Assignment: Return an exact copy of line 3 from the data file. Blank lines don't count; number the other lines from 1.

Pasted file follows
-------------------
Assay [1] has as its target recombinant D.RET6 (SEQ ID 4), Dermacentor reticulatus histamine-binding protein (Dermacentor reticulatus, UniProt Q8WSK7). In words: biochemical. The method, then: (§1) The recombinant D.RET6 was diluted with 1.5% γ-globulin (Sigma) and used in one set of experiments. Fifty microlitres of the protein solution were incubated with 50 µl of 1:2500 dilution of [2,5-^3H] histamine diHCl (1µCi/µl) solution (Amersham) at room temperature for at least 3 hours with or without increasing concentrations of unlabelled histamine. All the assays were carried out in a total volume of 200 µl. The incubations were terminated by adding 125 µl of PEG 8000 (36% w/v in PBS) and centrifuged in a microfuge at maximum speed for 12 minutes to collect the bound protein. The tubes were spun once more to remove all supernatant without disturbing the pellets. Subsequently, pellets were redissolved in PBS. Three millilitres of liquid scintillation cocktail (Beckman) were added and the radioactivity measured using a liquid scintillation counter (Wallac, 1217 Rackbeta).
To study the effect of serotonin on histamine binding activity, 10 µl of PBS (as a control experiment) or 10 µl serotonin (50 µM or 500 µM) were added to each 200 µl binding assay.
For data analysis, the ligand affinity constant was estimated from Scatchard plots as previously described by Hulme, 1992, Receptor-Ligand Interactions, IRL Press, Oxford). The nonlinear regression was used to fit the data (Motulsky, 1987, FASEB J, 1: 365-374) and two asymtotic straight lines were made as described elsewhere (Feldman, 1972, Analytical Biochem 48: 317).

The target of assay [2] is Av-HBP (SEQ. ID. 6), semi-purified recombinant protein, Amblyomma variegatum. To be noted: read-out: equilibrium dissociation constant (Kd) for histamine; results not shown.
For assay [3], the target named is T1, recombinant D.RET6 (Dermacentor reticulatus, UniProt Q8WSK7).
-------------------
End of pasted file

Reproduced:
For data analysis, the ligand affinity constant was estimated from Scatchard plots as previously described by Hulme, 1992, Receptor-Ligand Interactions, IRL Press, Oxford). The nonlinear regression was used to fit the data (Motulsky, 1987, FASEB J, 1: 365-374) and two asymtotic straight lines were made as described elsewhere (Feldman, 1972, Analytical Biochem 48: 317).